"Last season we had coaches who were not experienced. So this season, we went for the coach who has the most experience in the I-League, especially with a low budget. I appreciate his deep study of the game," Royte said while explaining Jamil's appointment.
The team's joint top-scorer Brandon Vanlalremdika agrees with the club owner.
"The difference from last season is the preparation. Earlier we thought he (Jamil) would be scary, but it's quite to the contrary. He has that reputation, but jokes around a lot. He's also a disciplinarian. But his research on the opposition is so good - very detailed. That doesn't mean we can't play with freedom. But we are more structured, tactically more solid," Vanlalremdika said.
Jamil disagrees with this 'radical change' theory. For him, he's still the same apart from one key component.
"Of course you have to change with time, but I haven't done anything. It's all about the boys. You work hard, you win. I had my doubts initially. Whether this will be too difficult (settling in) - but they've made me feel very welcome. I'm having fun. I want to stick around even if big clubs come calling. One difference in me I think is that I've stopped complaining. Earlier I used to. Then I used to complain a little. Now I don't complain about anything. Just go out there and work hard," Jamil told ScoopWhoop News over the phone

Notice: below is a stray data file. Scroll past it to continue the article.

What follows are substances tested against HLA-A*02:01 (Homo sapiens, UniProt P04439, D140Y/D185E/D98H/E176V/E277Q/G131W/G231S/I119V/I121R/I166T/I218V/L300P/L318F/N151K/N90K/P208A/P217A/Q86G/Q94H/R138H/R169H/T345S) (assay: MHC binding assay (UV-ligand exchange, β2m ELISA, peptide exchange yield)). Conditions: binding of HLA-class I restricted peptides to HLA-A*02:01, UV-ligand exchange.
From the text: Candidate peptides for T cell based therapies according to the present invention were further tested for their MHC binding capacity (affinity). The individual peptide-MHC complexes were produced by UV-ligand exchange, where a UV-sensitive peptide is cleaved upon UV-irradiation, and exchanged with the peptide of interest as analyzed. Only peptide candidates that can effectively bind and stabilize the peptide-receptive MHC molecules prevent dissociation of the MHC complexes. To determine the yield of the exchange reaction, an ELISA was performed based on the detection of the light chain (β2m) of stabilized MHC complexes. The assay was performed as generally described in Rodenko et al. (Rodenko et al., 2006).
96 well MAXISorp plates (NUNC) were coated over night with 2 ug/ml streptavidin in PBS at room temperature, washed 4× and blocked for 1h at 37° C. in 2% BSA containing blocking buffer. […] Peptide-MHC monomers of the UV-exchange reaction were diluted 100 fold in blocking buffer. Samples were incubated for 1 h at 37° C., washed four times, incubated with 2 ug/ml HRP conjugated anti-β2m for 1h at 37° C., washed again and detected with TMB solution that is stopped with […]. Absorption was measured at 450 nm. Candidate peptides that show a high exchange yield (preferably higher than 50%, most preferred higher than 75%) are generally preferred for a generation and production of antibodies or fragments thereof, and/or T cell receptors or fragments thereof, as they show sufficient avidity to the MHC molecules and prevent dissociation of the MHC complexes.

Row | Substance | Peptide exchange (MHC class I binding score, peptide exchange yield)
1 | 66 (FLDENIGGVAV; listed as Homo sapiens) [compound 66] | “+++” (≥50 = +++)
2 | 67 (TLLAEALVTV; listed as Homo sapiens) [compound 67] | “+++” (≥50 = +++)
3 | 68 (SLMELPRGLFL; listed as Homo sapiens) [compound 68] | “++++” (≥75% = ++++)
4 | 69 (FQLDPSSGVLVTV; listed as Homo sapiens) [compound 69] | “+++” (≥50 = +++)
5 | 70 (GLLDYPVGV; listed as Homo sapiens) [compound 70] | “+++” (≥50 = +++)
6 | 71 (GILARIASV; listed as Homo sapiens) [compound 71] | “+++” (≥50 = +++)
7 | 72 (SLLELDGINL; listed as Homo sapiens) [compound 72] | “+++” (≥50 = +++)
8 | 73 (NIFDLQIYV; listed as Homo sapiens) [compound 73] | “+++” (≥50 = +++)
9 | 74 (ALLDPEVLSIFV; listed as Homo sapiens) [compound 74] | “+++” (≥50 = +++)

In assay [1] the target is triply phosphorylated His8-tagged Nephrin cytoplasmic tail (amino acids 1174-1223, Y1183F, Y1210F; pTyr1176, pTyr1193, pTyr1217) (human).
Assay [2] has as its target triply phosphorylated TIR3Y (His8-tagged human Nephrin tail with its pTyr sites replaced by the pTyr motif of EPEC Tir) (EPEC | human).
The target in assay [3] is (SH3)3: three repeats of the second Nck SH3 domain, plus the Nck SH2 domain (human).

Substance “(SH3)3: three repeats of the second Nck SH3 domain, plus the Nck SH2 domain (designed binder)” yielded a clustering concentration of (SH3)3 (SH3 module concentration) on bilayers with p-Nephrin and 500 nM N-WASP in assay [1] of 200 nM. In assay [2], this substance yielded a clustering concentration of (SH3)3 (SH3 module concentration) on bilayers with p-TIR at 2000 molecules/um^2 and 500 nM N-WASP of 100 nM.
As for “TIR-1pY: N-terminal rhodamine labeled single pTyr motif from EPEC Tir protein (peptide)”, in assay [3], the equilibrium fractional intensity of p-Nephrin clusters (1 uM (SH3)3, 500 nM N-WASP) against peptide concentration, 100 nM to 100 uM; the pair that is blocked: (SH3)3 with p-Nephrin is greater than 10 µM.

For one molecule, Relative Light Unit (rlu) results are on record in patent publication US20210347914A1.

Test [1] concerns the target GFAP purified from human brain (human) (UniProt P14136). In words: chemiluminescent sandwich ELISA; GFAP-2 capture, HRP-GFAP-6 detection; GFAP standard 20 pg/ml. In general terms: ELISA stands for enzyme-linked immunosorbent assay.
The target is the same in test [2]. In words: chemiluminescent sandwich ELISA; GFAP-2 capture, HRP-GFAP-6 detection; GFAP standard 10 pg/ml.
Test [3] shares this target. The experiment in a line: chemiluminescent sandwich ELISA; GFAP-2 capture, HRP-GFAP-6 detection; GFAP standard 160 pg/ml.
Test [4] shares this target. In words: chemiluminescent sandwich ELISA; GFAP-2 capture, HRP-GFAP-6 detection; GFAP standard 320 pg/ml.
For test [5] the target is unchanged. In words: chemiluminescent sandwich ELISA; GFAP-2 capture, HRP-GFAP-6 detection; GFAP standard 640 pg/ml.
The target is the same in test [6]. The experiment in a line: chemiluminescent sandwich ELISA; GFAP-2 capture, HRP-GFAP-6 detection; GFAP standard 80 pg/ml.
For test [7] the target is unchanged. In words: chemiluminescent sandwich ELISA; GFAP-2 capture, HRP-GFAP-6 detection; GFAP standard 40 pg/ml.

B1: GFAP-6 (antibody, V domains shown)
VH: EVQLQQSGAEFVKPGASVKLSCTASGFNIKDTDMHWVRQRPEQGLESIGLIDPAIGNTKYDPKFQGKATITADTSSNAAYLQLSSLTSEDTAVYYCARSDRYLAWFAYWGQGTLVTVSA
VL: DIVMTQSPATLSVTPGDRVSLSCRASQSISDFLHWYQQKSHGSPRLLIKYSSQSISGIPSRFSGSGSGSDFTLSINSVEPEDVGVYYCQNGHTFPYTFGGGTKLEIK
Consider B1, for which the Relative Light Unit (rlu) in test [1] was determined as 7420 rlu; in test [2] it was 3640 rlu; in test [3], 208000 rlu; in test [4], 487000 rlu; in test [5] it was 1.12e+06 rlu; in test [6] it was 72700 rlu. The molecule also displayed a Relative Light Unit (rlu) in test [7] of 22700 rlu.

This hard work means that Jamil, for the first time in more than a decade in management, will end up with his team scoring more goals than conceding.
He's brought in his own men as well - Jayesh Rane and Ashutosh Mehta are two standout names who followed him from Mumbai to Aizawl. 13 of their players are aged 22 or under, and only three are above 30. Along with the youngsters, Jamil has added Syrian Mahmoud Al-Amenah and Alfred Jaryan - two experienced heads. Most I-League clubs boast of an experienced striker but Jamil's main man along with Brandon has been 20-year-old Ivorian Bayi Kamo (3 goals). It's a perfect mix.
"As soon as I knew Khalidbhai would be joining Aizawl, I didn't think twice," Mehta told ScoopWhoop News. "And this reputation of his - of him wanting to play defensive football, isn't correct. He hasn't changed that much. He's still the same manager for me."
What is different though, is the feel about the club. They've played more games but are 10 points ahead of fourth placed Bengaluru and 5 ahead of Mohun Bagan. It was Aizawl that halted East Bengal's unbeaten run as well.
"East Bengal haven't beaten us. Bagan needed a late goal to beat us and Bengaluru drew only because of Mr (Sunil) Chhetri's long range goal," Royte said about the three other clubs that matter.
"We are not dark horses anymore. With every win, we become title contenders," Mehta adds.
With six games to go, a miracle is in the making - a miracle which may not be covered in every football-loving part of the world like Leicester City's Premier League win, but no less astonishing.
In a league that is threatened with disbandment, has uneven pitches, organises afternoon games in scorching heat, works with low budgets and is home to unknown foreign players, Aizawl FC's journey remains remarkable. And that in itself should be reason enough to celebrate them.